By Simon J. Bronner
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Extra info for Crossing the Line: Violence, Play, and Drama in Naval Equator Traditions
A published account of ceremonies aboard an English ship for equator crossing does not appear until , when an English traveler witnessed the paying of drinks. Crossing the line as a manly rite is codified in for the first time in a reference work, The Gentleman’s Dictionary, published in London. ’ Although the nations claiming the custom are not inventoried, the reference to East India (Indies) voyages is evidence that the colonial powers of the Netherlands, France, and Britain were primarily involved.
In the liminal, mythological space of blazing heat, of an alpha location demarcated as zero, of unnerving calm and monotony, perceived as unknown and dangerous, the sailor effects the reversible world by assuming the roles ‘out there’ that frighten him, even if unconsciously on the ‘here’ side. The pirate as the anti-sailor is especially prevalent in the historical context of fear during the mercantile period of being violated by those who could be comrades. In narrative terms, they are viewed as brothers who have crossed over into villainy; they are loathed, but at the same time admired for their daring and freedom from ethical restraint.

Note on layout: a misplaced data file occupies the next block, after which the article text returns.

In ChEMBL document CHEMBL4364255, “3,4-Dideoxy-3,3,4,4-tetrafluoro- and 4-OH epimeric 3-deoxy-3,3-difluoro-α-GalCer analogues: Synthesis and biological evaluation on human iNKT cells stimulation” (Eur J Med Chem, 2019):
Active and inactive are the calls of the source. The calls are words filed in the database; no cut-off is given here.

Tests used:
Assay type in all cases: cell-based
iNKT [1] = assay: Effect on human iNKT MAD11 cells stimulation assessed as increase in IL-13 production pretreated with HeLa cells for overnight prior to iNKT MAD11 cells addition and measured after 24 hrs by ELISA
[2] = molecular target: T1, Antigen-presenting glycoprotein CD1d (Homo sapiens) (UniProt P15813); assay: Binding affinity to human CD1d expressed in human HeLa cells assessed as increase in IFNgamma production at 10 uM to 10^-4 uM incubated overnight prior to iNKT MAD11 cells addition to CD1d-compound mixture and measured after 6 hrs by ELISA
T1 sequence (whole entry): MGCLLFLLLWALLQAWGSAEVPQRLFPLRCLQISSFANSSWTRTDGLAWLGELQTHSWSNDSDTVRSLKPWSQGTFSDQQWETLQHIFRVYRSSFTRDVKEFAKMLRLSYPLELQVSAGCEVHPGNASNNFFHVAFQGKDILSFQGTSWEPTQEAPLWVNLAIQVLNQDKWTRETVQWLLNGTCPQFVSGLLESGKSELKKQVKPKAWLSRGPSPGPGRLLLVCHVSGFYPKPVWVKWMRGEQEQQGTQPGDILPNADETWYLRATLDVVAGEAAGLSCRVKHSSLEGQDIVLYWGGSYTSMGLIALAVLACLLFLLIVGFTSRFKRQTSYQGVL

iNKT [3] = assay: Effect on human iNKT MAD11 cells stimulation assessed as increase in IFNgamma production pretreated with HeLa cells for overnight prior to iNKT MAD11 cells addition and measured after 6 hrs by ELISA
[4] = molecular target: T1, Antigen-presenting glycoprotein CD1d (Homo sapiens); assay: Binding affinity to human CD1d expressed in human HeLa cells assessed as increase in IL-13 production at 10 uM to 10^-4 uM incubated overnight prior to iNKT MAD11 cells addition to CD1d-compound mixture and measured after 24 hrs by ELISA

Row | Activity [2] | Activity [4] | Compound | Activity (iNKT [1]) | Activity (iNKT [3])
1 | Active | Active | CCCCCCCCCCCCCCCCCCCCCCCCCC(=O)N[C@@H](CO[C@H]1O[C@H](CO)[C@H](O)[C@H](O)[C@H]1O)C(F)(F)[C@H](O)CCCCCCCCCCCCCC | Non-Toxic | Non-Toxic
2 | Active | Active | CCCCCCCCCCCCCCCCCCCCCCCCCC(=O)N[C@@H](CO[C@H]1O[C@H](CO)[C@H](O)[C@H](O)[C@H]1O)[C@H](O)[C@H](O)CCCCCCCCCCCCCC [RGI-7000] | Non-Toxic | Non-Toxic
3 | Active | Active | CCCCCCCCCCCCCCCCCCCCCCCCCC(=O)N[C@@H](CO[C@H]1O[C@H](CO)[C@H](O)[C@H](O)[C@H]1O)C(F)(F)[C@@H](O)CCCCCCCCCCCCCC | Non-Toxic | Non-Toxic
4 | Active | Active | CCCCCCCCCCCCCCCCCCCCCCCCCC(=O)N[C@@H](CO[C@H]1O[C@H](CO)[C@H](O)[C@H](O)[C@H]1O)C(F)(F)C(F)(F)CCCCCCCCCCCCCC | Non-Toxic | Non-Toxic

Kut Weibust, Deep Sea Sailors: A Study in Maritime Ethnology (Stockholm: Akademisk Avhandling, ) -. , -. Corroboration for this summary is found in Steven Zeeland’s published interviews in Sailors and Sexual Identity, in which sailors view the ceremony as ‘tradition’ rather than homoerotic display (pp. -). ’ Horace Beck, Folklore and the Sea (Middletown, CT: Wesleyan University Press, ) -. Ray Raphael, The Men from the Boys: Rites of Passage in Male America (Lincoln: University of Nebraska Press, ).
Crossing the Line: Violence, Play, and Drama in Naval Equator Traditions by Simon J. Bronner